Cahoots could be leaving Springfield

The program, which helps people in mental health crisis and other emergencies, will be losing funding next year.

Posted: Jun 12, 2018 6:16 PM

SPRINGFIELD, Ore. -- Cahoots, a program that helps people in mental health crisis and other emergencies, will be losing part of their funding next year, which means their Springfield services are in danger of ending.

The program is run by the White Bird Clinic in Eugene. White Bird is a clinic that helps homeless or financially-strained people access the resources they need. Cahoots has the same goal in mind, but they travel to those people in need and provide services to them immediately.

Cahoots mostly responds to people in mental health crisis. Every van is occupied by a medic and a crisis worker so that they can assist in any emergency, both physical and mental.

"It's something different, you know, we're an alternative," said Tim Black, the Cahoots Operations Coordinator. "This community is really fortunate that there is this behavioral health response, that it's not just fire, and EMS, and the police department, that there's this third option to really come in there and support people."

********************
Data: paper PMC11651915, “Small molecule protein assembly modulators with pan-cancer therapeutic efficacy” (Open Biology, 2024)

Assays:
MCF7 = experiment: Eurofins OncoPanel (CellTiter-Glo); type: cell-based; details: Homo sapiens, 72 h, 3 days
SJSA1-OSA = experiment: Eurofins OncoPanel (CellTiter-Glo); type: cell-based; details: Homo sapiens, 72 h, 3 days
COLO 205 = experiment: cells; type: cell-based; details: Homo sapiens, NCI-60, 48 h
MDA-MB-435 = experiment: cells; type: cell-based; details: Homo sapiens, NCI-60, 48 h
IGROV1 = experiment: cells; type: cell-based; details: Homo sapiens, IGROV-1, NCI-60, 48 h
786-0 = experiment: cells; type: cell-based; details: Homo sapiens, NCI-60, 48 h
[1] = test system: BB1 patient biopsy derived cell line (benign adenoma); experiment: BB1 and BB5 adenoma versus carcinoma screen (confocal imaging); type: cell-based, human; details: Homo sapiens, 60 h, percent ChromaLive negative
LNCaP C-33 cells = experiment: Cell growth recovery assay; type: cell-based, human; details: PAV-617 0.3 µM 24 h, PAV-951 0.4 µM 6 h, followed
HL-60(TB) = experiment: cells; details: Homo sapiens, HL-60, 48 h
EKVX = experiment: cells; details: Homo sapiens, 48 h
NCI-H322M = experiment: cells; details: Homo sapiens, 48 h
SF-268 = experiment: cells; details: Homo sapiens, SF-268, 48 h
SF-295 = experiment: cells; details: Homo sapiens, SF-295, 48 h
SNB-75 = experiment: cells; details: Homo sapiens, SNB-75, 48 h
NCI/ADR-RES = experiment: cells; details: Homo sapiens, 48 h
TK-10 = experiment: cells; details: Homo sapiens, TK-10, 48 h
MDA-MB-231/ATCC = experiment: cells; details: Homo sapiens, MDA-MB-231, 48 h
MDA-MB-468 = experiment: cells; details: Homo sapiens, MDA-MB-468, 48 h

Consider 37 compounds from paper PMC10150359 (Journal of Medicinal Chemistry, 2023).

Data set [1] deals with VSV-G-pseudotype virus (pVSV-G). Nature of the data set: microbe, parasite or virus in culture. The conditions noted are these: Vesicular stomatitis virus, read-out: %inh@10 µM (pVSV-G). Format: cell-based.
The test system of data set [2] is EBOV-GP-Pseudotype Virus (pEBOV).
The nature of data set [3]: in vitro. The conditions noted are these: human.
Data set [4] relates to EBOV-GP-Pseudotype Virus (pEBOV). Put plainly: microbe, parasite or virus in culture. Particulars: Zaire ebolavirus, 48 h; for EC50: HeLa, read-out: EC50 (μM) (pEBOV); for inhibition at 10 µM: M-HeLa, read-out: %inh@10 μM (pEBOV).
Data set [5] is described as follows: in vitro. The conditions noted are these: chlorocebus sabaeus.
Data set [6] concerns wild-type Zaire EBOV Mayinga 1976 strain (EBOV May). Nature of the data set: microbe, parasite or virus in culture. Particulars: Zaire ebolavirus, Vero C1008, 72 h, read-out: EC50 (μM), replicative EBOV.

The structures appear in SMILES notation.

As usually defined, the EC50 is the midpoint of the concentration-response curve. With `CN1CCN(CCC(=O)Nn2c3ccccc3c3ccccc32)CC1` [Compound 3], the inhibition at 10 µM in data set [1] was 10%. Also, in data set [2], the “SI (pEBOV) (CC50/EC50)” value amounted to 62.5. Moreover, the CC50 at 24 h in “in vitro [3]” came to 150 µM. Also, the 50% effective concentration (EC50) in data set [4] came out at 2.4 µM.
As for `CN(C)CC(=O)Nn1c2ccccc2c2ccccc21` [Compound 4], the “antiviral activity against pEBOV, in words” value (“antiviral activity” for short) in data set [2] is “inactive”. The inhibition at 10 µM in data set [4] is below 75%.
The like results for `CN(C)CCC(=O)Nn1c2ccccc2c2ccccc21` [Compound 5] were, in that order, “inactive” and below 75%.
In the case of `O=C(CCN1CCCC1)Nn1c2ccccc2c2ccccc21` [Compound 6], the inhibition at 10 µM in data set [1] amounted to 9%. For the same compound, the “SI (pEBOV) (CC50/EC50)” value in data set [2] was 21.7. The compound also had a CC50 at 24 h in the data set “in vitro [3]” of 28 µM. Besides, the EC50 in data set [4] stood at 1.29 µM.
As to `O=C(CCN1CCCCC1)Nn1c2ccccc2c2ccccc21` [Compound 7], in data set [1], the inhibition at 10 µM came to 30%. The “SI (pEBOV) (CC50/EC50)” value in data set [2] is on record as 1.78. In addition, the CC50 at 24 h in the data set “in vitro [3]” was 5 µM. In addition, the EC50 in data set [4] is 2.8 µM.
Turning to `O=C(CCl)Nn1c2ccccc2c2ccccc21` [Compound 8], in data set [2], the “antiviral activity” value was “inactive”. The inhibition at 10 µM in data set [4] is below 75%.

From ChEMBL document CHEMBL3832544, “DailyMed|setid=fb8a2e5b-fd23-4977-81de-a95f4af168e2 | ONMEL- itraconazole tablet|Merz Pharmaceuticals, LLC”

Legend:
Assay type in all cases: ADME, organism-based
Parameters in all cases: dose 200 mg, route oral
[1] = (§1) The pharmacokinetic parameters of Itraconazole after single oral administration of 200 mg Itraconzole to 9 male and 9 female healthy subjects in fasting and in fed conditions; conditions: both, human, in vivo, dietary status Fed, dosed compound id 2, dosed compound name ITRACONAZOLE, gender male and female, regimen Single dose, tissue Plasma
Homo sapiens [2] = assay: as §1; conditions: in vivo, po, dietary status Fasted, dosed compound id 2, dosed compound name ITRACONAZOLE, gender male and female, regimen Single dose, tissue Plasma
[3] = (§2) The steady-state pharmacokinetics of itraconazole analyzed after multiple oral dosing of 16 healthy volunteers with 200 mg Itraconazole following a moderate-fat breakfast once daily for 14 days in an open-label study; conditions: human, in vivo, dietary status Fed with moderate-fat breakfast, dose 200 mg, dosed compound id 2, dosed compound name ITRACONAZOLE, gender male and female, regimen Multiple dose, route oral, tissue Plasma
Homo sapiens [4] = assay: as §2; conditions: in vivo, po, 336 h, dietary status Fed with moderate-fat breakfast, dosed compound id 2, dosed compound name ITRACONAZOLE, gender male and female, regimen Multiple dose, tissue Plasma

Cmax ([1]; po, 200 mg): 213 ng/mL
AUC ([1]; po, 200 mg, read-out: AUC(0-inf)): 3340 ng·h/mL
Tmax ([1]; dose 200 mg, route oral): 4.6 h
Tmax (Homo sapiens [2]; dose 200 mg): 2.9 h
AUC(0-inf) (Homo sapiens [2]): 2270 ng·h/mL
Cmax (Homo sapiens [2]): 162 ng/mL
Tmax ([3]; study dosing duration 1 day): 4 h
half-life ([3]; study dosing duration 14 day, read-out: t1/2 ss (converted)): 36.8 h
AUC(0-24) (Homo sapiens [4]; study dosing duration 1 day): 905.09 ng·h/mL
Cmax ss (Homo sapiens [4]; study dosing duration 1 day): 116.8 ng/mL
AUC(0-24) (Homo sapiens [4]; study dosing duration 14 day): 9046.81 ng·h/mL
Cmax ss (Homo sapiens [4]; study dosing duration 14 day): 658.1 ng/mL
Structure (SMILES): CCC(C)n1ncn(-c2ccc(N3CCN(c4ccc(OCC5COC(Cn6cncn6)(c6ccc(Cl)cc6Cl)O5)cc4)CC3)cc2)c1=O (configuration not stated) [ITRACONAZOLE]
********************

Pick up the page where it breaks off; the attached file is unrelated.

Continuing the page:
The service existed solely in Eugene until 2015, when it expanded to include Springfield. This was thanks to a grant from Lane County. However, the funding from that grant is set to run out in July of 2019.

Springfield police said Cahoots has been an amazing addition to the city that has not only lightened their workload but provided an alternative for people to contact in their time of need.

"A lot of times, people who are in mental health crisis, a uniform can be a trigger. The presence of uniformed police officers can be a problem,” said Lt. Scott McKee with the Springfield Police Department.

McKee said without a service like this, many things become legal matters that don’t need to be. Cahoots helps keep people out of jail who don’t need to be there and out of the hospital. For example, if someone in mental health crisis is causing a scene at your business, and you want them removed but not arrested, call Cahoots.

"We live in the community of Springfield. Some of our staff work part-time in the community of Springfield. We're a part of that community,” Black said.

For now, Cahoots can be contacted at Springfield Police Department’s non-emergency line, 541-726-3714. McKee said Springfield police and other agencies are working on a way to hopefully keep at least some of Cahoots’ services moving forward.

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